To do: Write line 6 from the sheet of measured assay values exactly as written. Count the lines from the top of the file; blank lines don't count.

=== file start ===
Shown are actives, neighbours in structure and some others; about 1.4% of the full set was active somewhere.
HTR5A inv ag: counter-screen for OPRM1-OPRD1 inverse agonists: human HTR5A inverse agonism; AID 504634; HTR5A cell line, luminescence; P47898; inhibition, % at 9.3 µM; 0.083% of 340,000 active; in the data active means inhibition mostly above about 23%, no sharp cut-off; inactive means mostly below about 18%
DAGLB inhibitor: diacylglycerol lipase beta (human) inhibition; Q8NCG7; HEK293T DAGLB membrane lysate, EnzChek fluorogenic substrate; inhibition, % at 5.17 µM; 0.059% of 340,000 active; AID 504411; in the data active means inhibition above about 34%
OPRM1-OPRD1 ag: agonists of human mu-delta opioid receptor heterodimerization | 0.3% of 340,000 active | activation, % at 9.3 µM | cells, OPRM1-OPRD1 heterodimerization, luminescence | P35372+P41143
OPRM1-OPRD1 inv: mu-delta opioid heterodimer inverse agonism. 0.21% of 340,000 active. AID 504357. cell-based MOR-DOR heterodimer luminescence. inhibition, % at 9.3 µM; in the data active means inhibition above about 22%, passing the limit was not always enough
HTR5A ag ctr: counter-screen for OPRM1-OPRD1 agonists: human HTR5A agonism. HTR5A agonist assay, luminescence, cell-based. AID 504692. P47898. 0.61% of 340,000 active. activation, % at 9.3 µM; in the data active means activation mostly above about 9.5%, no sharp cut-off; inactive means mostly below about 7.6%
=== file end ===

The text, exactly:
HTR5A ag ctr: counter-screen for OPRM1-OPRD1 agonists: human HTR5A agonism. HTR5A agonist assay, luminescence, cell-based. AID 504692. P47898. 0.61% of 340,000 active. activation, % at 9.3 µM; in the data active means activation mostly above about 9.5%, no sharp cut-off; inactive means mostly below about 7.6%